and included some b-sides. More than half of the album is new in some way.
LDSyellowpages.com: That sounds like an incredible album; I can’t wait to
get my hands on it. Have you faced any challenges being in the spotlight as
an LDS musician?
Peter: Externally, no. I’ve never come up against any sort of obstacles
that prevented me because of my faith. However, internally there’s always
been a struggle regarding my career. On the one hand, I grew up idolizing
rock bands who, when you read their biographies, were brilliant . . . but
dysfunctional. On the other hand, here was this kid who wanted to grow up
and be home most nights, was a little fearful of what people thought of him,
and actually kind of wanted an average, normal life. So I had to reconcile
the two a bit.
As for being an “LDS musician", I’ve never really thought of my music in
those terms. I grew up listening to Simon & Garfunkel and Cat Stevens and
that’s what I want to do. I’m Mormon and that’s going to come through in
anything I do, but I’ve never tried to do a religiously-themed album. In
concerts, my number one rule has always been no inside cultural jokes, no
innuendo, etc. I have no idea what make-up my audience is going to have
from night to night and I would hate having someone show up and think, “Maybe
I don’t belong here.” That’s what I love about concerts and music . . . you
can take a group of strangers who have very little in common, and have them
come together for a concert and all love the music together. I love that.
That being said, somebody once said that an artist who is LDS and successful
will eventually become known as an LDS artist in Utah. And while the tag of
“LDS Music” is not a particularly accurate description of my music, I don’t
resist it. I’ve found that while it can close some doors, it opens others.
At this point, I’m grateful to have an audience at all. It’s been an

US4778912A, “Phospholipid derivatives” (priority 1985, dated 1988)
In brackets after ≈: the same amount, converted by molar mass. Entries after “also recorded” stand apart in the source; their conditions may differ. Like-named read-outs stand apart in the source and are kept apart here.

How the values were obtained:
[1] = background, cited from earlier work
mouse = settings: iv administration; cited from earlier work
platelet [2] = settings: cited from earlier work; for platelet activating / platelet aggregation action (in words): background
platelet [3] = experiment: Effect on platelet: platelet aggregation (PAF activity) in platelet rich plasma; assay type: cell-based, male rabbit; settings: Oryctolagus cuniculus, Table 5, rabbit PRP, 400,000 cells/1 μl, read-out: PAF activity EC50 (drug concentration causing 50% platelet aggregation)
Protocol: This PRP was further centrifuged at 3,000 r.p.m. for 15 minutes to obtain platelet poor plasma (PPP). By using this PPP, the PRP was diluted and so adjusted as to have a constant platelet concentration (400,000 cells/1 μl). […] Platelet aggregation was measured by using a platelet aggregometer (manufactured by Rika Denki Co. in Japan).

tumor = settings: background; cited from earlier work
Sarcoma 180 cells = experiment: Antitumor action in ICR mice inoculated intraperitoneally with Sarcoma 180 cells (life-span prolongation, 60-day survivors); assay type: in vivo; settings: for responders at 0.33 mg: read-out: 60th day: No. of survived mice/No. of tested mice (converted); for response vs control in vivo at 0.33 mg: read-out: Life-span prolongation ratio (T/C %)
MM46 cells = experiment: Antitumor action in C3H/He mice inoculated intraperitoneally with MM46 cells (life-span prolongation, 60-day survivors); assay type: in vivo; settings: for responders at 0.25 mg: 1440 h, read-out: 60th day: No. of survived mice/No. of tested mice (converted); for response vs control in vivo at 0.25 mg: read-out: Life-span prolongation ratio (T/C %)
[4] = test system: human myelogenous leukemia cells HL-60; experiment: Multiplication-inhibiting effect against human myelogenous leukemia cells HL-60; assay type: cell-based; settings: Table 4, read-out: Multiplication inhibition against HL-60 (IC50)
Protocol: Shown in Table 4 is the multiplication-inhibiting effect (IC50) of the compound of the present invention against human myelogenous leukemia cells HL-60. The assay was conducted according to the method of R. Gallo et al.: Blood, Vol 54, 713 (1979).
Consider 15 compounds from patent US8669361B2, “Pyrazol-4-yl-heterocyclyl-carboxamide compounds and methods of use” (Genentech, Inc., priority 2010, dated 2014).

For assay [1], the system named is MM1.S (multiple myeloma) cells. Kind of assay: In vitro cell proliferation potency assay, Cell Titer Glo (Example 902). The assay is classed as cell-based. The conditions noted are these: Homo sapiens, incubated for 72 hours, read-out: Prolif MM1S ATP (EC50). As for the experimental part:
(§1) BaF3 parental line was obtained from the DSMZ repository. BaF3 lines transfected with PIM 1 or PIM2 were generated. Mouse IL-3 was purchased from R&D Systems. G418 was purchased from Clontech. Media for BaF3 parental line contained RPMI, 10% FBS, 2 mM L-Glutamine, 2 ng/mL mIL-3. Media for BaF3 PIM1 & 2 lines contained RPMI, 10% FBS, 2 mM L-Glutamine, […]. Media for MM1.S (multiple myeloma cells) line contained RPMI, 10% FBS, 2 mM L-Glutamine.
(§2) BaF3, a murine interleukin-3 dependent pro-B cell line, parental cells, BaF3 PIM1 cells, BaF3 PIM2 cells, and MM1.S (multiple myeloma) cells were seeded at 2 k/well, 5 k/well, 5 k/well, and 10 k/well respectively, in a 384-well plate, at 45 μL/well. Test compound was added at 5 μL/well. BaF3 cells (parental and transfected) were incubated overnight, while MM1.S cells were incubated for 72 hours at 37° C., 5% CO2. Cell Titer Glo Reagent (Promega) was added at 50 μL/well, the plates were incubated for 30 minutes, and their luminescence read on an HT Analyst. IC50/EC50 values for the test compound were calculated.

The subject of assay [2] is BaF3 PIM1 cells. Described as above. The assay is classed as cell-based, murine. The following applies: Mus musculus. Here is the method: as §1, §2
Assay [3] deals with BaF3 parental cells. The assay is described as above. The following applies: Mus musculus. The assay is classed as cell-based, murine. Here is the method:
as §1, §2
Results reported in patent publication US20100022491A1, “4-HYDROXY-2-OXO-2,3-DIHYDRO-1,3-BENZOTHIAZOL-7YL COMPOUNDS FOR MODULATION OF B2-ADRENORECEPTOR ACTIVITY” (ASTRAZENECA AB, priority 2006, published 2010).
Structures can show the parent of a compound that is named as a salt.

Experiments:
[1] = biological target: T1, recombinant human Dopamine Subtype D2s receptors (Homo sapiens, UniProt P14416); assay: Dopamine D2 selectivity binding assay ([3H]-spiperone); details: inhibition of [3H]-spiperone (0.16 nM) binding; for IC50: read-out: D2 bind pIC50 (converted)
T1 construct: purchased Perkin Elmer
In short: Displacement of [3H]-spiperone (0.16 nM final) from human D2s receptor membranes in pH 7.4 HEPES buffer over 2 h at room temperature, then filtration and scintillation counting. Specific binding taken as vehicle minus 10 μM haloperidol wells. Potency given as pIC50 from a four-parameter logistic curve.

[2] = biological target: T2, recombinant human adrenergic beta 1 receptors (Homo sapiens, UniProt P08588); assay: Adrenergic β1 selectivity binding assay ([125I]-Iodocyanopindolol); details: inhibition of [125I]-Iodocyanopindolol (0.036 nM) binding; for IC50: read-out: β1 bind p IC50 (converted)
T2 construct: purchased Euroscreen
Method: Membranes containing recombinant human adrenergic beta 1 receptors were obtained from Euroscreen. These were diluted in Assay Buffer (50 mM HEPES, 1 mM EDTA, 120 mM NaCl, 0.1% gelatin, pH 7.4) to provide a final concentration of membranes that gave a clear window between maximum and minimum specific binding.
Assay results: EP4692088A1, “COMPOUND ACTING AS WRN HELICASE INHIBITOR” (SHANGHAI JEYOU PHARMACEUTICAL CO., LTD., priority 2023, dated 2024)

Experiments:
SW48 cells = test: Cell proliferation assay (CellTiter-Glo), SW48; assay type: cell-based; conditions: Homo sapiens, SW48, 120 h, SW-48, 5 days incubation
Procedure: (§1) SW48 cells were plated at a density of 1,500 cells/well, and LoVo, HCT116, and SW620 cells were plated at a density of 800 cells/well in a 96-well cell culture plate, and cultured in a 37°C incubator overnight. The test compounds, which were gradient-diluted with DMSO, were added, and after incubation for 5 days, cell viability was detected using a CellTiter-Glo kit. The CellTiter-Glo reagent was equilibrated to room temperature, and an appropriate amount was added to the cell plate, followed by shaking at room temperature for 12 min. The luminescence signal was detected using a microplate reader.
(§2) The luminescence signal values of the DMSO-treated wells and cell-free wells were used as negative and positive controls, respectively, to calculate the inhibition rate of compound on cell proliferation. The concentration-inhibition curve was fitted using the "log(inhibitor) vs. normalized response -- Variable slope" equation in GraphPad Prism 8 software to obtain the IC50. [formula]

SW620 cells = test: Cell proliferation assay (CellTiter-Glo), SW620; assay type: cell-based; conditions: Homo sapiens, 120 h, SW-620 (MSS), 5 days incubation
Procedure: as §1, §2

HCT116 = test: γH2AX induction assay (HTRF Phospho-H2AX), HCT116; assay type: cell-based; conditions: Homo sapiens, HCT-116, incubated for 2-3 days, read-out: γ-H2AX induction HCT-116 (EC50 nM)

absolute fluke if you ask me. There’s no explanation for it–a guy making a
living doing concerts, selling CD’s on his own terms, playing world-class
venues, and sleeping in his own bed at night. And for 15 years! It doesn’t
make any sense, so I don’t want to take it for granted. If my music serves
anyone, that means a lot to me.
LDSyellowpages.com: I know that I’ve never heard you talk about religion at
any of your shows, but at the same time they are always appropriate for
everyone in the audience (even children) so I think that’s a good rule to
follow. Did you always know you wanted to become a professional musician?
Peter: Actually, no. I dreamed about playing music when I was a kid, but
as I got older I shied away from it as a career. My Dad is a business
professor, my siblings have largely chosen academic paths, and I always
thought I would try and do something like that. You would think a business
professor Dad would dissuade his son from being a musician, but he surprised
me. He’s more into my career than I am. He’s been to hundreds of shows
and still schemes how my music can get more exposure.
I remember during the first year out of college, when music was really
starting to take off for me, I kept telling myself that I would indulge this
hobby for one year, then hang it up and go to grad school like my siblings.
The problem was I didn’t now what I wanted to study. Deep down I wanted
to do music. In order to relieve the self-inflicted pressure a bit, I went to Jerusalem to do a study abroad program with BYU (even though I had
already graduated from college) and get away for a summer. In my mind, I
would leave the US as a musician, spend the summer in Israel, soul-search
and come home with a detailed plan for my post-music life . . . like Moses
from the mount. I didn’t even take a guitar to Israel, nor did I tell
anyone I played. There were some students who knew me and they found an
old guitar and soon after I was doing a concert in the hallway for 50 or so